I did stop numerous times on the way back to the campground, however. Summer of 2021 was not a kind one to this park with regard to wildfires. The Dixie Fire burned about 64% of the park's eastern side and there was lots of evidence of the fire as I drove back around to my campground. In fact, the virtual cache at the top of Brokeoff Mountain had me taking compass readings of both Mt. Lassen and Mt. Shasta. As you can see by the shot of me at the top, taking a compass reading of Mt. Lassen was easy, but Mt. Shasta was more difficult to spot through the haze of not one, but two different wildfires that were between us and Mt. Shasta. Fire, it seems, is becoming more and more prevalent throughout the area.

What is really amazing, in my opinion, were the number of trees that survived the blaze.  It's not readily apparent in my last shot, but if you look closely, you can see quite a few individual trees that survived and will be the trees that help sustain this forest into the future, provided the area gets enough rain and snowfall. That being said, when I asked about weather for my trip, they said it was going to be cool at night, which I already knew and that a storm was coming, scheduled to come in Friday or Saturday. Since I wasn't planning on being around, it didn't bother me, but the forecast was for rain, with snow on the summit of Mt. Lassen.  Let's hope the area gets more of this all winter long.

And there you have it.  My road trip for September.  Please stop by P.J.'s blog and check out the links of others who posted about road trips.


  1. Thank you for reminding me to put Lassen Volcanic National Park on my list of places to re-visit! Years ago, probably almost 20, we came across this area by coincidence if there is such a thing. I had never heard the name "Lassen" before. I was fascinated by this kind of landscape.
    Here's to hoping that they got some much needed rain or even snow by now. Wouldn't be surprising considering the elevation.

    1. It truly is one of the unsung gems of the National Park Service.

      No snow on the mountain is very rare, but I do know they did get some pretty good precipitation from that storm that I left behind me, so hopefully, that's a good sign for the future.

  2. You highlight a few of the real perks of being retired while being healthy and fit enough to continue enjoying the outdoors in different ways: choosing lesser known areas, ability to go during the week, ability to go outside the busiest months, etc. Those are all considerations whenever we plan road trips or even day trips. I'd never heard of this NP before your blog post, so thanks for the introduction. And you've also got me thinking about the fact that even though we've pretty much moved on from geocaching, to keep using virtual and earthcaches to help sniff out otherwise under-the-radar points of interest. Sorry/not sorry to see the post-fire landscape. For too many decades we misunderstood forest management and failed to let many forest fires burn. We're paying the price now, as so much of the forested land needs to be renewed by fire. In September, Banff National Park had a huge "prescribed" fire where they deliberately light a forest fire to renew a specific area, opening things up for grizzly bears and moose on the recovering landscape, and with all the crews on hand to keep things within the prescribed area. The smoke is just as unenjoyable as that from a wildfire, but at least we know it'll be over within a certain time frame. Hope to see you participating (semi-)regularly again in the PBC.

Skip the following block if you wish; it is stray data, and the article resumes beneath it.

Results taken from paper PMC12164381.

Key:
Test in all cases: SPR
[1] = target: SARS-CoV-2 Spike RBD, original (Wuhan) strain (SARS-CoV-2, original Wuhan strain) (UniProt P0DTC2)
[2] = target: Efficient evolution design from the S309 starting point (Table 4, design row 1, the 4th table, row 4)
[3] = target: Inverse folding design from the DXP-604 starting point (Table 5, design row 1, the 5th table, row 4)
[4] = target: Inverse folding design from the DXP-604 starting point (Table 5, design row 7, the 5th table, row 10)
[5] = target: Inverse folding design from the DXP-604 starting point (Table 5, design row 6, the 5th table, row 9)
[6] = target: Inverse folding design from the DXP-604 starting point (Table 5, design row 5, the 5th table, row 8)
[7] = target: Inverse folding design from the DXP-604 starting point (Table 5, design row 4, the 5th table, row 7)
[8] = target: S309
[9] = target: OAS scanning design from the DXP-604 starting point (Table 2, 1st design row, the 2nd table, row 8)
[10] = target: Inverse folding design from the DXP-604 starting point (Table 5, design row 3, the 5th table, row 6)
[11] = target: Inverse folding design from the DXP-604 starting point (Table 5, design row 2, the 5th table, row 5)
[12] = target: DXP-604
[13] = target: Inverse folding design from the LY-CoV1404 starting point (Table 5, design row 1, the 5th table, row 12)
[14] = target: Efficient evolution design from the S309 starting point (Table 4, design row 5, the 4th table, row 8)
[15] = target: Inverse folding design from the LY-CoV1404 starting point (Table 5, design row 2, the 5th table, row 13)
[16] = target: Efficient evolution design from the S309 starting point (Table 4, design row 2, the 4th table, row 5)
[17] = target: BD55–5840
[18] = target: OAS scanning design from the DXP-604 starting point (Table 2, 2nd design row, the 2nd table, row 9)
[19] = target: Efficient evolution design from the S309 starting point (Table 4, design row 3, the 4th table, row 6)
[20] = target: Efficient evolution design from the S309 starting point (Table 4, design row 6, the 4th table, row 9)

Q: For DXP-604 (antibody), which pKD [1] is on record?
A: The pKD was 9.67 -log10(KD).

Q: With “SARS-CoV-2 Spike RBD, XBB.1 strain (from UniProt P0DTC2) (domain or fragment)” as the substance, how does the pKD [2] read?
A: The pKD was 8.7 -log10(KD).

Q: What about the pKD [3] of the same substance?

1. I understand perfectly about you're sorry/not sorry comment.

      One of the things that I remember from the last time I visited Yosemite with the kids was the comparison between the upper and lower groves of the Wawona grove area. The upper grove had been prescribed burns and was open and airy, perfect for small fires to go through, burn off the duff and let the seedlings flourish.

      The lower grove hadn't been burned yet and it was dark with barely any light showing through. People think a healthy forest is a heavily wooded forest. It's not.

  3. I can see why you would want to visit this park. Looks highly photogenic. There are some parks I can see revisiting, and others I am not sure I would. And maybe it's how I look at parks. Some just become redundant -- and makes me want to see different places. Others make me long to go back. With me now, I do a lot of research on dog friendliness as the majority of national parks seem to not be dog friendly. And if I'm going to a park, Harper is likely with me, so ...

    This is a great looking park, though, and seems to be one where I feel I'd want to go back and visit! Nice job!

    1. It is a great park. Your comment about dog friendliness does make sense if you're going to be going with a dog. Very few National Parks allow dogs on their trails.